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April 5, 2012
Holding On To a Job You Hate Will Eventually Make You Sick


Staying at a job you hate may affect more than just your happiness. New research finds that employees who stay at jobs out of a feeling of obligation are prone to several health problems, including exhaustion, stress and burnout.

"Our study examined whether some forms of commitment to an organization could have detrimental effects, such as emotional exhaustion and, eventually, turnover," said study co-author Alexandra Panaccio, an assistant professor at Concordia University in Montreal. "It may be that, in the absence of an emotional bond with the organization, commitment based on obligation is experienced as a kind of indebtedness -- a loss of autonomy that is emotionally draining over time."

A stressful job has a direct biological impact on the body, raising the risk of heart disease. People who are stressed in their jobs had less time to exercise and eat well - but they also showed signs of important biochemical changes.

The research, published in the journal Human Relations, found that employees who stayed at organizations out of either a feeling of obligation or a perceived lack of other job options were more likely than other employees to experience mental and physical health problems. Researchers based their findings on a study of 260 workers from a variety of industries.

The research also found that people with higher self-esteem were more greatly affected by a lack of employment options.

"When employees stay with their organization because they feel that they have no other options, they are more likely to experience emotional exhaustion," said Panaccio, who is in the department of management at Concordia's John Molson School of Business. "This feeling, in turn, may lead them to leave the organization."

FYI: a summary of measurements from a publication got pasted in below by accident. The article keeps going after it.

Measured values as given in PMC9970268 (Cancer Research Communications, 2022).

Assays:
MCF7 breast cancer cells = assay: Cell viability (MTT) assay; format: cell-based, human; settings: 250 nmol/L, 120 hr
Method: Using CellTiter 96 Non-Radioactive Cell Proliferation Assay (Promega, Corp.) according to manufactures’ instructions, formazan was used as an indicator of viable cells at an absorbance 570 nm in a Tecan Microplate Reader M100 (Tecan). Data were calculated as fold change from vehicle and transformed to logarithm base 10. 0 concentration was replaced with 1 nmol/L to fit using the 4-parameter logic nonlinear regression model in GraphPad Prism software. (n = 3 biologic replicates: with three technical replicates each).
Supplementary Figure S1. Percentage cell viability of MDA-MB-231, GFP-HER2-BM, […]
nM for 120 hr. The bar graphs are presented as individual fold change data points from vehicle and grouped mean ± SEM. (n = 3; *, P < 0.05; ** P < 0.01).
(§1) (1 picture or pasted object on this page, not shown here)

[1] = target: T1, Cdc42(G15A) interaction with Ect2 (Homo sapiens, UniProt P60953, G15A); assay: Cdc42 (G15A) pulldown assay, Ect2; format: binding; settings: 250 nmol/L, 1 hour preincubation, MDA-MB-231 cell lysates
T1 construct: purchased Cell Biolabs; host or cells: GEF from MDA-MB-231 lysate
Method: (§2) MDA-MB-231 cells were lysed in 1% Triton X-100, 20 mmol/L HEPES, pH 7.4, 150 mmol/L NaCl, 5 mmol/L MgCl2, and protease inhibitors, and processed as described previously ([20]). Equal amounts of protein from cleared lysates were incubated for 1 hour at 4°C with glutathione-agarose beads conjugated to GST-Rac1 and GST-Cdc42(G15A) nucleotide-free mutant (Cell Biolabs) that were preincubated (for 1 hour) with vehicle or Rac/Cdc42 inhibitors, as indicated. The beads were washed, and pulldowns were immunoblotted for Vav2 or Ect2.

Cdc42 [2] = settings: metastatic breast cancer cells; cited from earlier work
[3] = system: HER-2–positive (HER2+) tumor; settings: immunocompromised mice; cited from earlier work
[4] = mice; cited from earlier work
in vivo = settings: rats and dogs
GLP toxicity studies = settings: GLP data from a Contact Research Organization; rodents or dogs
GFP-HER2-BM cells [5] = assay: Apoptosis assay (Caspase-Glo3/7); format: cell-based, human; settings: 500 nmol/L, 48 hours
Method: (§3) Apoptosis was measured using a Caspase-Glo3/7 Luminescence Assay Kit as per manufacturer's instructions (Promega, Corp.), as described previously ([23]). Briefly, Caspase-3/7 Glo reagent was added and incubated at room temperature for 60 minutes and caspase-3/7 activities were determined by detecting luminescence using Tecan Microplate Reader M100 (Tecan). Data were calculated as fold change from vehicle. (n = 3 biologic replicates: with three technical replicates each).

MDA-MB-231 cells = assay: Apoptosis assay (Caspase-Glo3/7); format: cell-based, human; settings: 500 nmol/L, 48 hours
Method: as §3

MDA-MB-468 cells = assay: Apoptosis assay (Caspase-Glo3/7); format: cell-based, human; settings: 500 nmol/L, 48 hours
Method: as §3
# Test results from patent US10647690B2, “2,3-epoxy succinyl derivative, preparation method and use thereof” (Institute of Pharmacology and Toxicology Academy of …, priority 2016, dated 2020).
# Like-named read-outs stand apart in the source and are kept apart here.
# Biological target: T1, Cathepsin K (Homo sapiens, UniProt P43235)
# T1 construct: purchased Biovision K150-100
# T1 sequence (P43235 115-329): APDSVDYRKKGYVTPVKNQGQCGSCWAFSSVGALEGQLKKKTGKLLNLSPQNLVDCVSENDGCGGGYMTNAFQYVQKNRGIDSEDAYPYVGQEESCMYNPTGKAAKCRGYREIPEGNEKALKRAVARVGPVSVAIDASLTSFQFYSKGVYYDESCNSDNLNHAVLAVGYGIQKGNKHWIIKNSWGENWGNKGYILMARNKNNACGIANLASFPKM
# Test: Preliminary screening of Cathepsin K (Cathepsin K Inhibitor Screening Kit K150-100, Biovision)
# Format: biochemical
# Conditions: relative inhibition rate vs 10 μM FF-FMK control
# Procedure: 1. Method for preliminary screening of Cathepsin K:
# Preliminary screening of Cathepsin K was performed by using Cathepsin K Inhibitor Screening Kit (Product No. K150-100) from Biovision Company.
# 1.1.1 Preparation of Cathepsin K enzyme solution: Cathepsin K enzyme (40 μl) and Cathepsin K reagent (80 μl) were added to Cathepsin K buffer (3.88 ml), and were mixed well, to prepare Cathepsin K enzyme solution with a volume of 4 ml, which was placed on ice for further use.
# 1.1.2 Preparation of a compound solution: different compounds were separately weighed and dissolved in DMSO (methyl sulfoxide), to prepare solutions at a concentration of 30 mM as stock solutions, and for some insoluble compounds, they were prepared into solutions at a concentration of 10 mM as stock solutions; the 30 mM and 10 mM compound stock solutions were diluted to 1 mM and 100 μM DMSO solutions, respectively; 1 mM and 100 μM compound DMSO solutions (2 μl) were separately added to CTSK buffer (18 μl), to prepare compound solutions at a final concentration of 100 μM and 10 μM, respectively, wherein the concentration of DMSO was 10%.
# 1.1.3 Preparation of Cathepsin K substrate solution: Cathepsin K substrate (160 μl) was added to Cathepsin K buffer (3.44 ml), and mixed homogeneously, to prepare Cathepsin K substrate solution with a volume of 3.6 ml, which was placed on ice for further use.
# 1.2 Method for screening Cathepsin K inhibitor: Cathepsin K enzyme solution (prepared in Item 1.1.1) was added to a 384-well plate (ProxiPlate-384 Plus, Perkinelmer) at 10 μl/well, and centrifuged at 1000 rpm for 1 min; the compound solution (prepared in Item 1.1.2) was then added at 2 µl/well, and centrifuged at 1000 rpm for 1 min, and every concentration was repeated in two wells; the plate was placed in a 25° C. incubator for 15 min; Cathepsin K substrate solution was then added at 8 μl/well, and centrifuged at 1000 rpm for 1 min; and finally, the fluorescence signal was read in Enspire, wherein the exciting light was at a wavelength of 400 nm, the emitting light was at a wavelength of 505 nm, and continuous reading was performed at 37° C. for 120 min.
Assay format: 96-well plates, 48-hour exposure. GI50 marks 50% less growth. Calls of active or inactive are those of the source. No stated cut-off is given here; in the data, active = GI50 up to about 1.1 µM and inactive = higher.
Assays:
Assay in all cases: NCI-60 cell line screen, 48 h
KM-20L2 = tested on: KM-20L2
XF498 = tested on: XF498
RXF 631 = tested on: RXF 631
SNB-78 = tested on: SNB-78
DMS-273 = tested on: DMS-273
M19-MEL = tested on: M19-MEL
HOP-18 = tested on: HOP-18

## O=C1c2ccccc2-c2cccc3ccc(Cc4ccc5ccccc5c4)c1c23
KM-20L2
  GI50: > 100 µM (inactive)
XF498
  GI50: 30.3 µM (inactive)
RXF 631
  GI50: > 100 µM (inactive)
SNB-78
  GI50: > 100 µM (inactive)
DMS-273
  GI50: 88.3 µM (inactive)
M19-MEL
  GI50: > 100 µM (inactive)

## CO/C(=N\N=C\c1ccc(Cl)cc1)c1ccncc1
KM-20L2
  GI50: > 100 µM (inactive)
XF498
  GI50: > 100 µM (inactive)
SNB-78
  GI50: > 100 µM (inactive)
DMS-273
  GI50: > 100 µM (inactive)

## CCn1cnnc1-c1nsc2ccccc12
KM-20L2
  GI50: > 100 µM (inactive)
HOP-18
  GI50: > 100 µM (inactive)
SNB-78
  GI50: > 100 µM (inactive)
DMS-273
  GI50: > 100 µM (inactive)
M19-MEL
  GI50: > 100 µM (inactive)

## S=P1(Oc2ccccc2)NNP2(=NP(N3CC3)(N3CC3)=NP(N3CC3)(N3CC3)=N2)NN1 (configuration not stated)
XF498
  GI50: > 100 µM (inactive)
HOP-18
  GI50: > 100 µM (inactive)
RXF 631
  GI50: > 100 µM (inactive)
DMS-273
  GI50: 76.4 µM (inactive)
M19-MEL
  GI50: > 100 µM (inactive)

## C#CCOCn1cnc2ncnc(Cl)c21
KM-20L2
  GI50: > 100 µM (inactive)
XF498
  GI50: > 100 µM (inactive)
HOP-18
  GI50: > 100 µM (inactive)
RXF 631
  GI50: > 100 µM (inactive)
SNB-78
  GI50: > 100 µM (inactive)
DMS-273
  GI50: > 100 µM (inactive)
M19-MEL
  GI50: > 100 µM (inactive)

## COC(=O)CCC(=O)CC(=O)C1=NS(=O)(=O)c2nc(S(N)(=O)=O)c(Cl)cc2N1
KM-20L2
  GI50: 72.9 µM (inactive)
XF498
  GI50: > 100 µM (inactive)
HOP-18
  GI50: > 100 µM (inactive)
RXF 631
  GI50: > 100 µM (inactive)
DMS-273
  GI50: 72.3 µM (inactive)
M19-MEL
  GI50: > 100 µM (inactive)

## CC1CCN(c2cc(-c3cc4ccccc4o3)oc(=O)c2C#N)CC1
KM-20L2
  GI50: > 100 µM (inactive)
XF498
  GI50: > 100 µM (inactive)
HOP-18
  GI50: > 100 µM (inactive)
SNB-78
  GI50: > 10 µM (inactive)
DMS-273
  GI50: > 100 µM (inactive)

Employers, however, can fight these problems by working with their employees.

"The implication is that employers should try to minimize this 'lack of alternatives' type of commitment among employees by developing their competencies, thus increasing their feeling of mobility and, paradoxically, contributing to them wanting to stay with the organization," Panaccio said.

On the one hand, those who reported stressful jobs appeared less likely to eat sufficient amounts of fruit and vegetables, and were less likely to exercise - although problem drinking did not emerge as a significant problem in this study.

Lifestyle, the researchers concluded, was nonetheless a key factor in the development of the disease.

Stress appeared to upset the part of the nervous system which controls the heart, telling it how to work and controlling the variability of the heart rate.

Those who reported stress were also recorded as having poor "vagal tone" - the impulses which regulate heartbeat.

A major part of the neuroendocrine system - which releases hormones - also seemed to be disturbed by stress, evidenced by the fact that anxious workers had higher levels of the stress hormone cortisol in the morning.


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